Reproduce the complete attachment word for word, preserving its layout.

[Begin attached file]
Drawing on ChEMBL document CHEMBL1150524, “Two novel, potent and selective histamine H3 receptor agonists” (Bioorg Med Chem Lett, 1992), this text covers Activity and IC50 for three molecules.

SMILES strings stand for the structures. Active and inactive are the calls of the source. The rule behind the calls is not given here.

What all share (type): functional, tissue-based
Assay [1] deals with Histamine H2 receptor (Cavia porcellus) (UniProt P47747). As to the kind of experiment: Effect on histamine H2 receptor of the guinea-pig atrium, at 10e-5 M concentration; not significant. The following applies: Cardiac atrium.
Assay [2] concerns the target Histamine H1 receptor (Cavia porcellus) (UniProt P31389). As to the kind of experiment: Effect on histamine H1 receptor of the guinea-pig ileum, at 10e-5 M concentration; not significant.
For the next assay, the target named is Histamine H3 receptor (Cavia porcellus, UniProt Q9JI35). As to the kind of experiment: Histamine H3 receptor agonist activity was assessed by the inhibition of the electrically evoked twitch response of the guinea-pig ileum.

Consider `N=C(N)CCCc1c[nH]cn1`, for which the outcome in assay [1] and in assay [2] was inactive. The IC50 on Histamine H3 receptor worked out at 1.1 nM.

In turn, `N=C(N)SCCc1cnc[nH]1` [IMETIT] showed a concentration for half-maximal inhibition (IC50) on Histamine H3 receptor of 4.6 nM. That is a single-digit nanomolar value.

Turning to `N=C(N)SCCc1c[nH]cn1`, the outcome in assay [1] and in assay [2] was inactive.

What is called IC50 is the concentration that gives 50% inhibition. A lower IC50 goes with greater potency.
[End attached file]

Drawing on ChEMBL document CHEMBL1150524, “Two novel, potent and selective histamine H3 receptor agonists” (Bioorg Med Chem Lett, 1992), this text covers Activity and IC50 for three molecules.

SMILES strings stand for the structures. Active and inactive are the calls of the source. The rule behind the calls is not given here.

What all share (type): functional, tissue-based
Assay [1] deals with Histamine H2 receptor (Cavia porcellus) (UniProt P47747). As to the kind of experiment: Effect on histamine H2 receptor of the guinea-pig atrium, at 10e-5 M concentration; not significant. The following applies: Cardiac atrium.
Assay [2] concerns the target Histamine H1 receptor (Cavia porcellus) (UniProt P31389). As to the kind of experiment: Effect on histamine H1 receptor of the guinea-pig ileum, at 10e-5 M concentration; not significant.
For the next assay, the target named is Histamine H3 receptor (Cavia porcellus, UniProt Q9JI35). As to the kind of experiment: Histamine H3 receptor agonist activity was assessed by the inhibition of the electrically evoked twitch response of the guinea-pig ileum.

Consider `N=C(N)CCCc1c[nH]cn1`, for which the outcome in assay [1] and in assay [2] was inactive. The IC50 on Histamine H3 receptor worked out at 1.1 nM.

In turn, `N=C(N)SCCc1cnc[nH]1` [IMETIT] showed a concentration for half-maximal inhibition (IC50) on Histamine H3 receptor of 4.6 nM. That is a single-digit nanomolar value.

Turning to `N=C(N)SCCc1c[nH]cn1`, the outcome in assay [1] and in assay [2] was inactive.

What is called IC50 is the concentration that gives 50% inhibition. A lower IC50 goes with greater potency.